Even though the Building Owners and Managers Association (BOMA) International supports energy efficiency in buildings, it opposes mandatory energy benchmarking rules. Accordingly, BOMA/Chicago issued a statement in response to the City of Chicago’s proposed benchmarking ordinance:
“On June 26, 2013, Mayor Emanuel unveiled an energy benchmarking ordinance that, if passed by the City Council, would require municipal, commercial and residential properties over 50,000 square feet to track and publicly report their energy usage. BOMA/Chicago shares Mayor Emanuel’s passion and desire to make Chicago’s buildings as energy efficient as possible, and we believe having comprehensive data to benchmark, measure progress and drive value is essential. While we support Mayor Emanuel’s benchmarking ordinance, we believe the public disclosure mandate in the proposed ordinance will unfairly penalize and marginalize many older and historically significant buildings in Chicago. Frankly, not all of our members are Class A LEED Platinum. We represent many buildings that are doing what they can to improve their sustainability and energy efficiency, but still struggle with infrastructure limitations and the cost of retrofit work. Publishing the scores for buildings that simply cannot afford the work necessary to raise them will not ‘shame’ those buildings into achieving higher scores. It will simply impose yet another competitive burden on an already challenged sector.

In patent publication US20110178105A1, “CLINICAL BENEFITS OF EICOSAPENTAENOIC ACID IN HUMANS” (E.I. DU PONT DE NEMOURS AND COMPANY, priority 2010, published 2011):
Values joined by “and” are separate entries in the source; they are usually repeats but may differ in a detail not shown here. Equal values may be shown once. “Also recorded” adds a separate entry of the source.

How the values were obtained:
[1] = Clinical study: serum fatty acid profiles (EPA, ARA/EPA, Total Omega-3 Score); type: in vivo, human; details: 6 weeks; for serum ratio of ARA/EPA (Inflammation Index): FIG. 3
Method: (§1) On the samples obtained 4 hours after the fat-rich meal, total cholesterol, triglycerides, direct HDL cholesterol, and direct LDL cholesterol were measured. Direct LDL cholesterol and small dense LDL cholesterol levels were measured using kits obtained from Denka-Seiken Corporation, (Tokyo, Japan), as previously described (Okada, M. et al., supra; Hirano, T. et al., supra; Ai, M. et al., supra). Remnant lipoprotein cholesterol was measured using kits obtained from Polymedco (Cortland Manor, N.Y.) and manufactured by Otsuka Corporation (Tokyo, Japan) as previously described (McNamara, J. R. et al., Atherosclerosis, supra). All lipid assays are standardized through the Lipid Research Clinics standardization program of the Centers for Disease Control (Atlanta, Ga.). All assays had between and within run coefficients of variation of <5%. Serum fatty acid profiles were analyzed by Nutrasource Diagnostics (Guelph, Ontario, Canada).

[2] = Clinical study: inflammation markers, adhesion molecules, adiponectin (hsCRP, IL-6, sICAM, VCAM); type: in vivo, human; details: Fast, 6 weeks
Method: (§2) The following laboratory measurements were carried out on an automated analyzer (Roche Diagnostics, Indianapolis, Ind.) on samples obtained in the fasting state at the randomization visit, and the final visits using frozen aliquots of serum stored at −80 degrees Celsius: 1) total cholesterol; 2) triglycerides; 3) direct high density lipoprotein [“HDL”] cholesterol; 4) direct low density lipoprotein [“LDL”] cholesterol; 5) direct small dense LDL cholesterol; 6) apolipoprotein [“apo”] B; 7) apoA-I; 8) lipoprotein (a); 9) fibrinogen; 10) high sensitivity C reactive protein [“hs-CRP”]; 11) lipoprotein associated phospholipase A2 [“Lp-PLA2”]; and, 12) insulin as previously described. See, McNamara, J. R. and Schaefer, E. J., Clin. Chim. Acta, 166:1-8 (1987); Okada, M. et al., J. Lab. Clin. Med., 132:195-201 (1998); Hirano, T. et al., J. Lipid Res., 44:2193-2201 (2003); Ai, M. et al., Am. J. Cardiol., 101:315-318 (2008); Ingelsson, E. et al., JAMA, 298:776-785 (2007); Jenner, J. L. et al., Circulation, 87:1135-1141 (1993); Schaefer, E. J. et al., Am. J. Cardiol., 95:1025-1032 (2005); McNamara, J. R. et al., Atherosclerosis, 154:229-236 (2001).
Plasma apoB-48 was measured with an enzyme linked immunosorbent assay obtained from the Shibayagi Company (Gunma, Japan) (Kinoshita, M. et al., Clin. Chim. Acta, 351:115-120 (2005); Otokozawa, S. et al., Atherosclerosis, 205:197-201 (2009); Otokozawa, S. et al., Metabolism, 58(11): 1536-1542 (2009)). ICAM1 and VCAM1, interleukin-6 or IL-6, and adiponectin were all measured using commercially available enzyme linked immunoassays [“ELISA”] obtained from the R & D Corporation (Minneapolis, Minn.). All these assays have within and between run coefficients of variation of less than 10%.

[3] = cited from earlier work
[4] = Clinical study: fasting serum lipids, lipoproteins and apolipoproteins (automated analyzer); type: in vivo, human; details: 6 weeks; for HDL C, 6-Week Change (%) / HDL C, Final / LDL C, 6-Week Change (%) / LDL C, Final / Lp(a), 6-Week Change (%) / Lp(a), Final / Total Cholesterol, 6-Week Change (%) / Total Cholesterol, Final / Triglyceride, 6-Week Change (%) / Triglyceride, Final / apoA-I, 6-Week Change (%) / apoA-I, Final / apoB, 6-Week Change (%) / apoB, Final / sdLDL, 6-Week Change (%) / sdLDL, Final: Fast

“We are committed to working with Mayor Emanuel and the Chicago City Council to come to a reasonable compromise on this important issue. Benchmarking empowers building owners and managers with the knowledge to run their buildings as efficiently as possible, and we strongly support it. However, it shouldn’t come at the cost of jeopardizing older and historically significant buildings that make the CBD a unique and desirable place for businesses. We would rather see the many environmental achievements of our buildings celebrated.”
BOMA International and a consortium of real estate organizations facing a similar disclosure mandate in Boston commissioned a study co-authored by Harvard University environmental economist Robert Stavens that concluded there is no credible evidence that a regulatory approach like this is effective in achieving the goals for which such it is intended.
However, some criticized the study for being self-serving, and the mandatory benchmarking ordinance did pass in Boston.
BOMA International, itself, issued a list of the top-10 ways commercial real estate professionals can make energy efficiency and sustainability a priority, beginning with: Benchmark energy and water consumption through Energy Star Portfolio Manager.
Photo credit: www.cityofchicago.org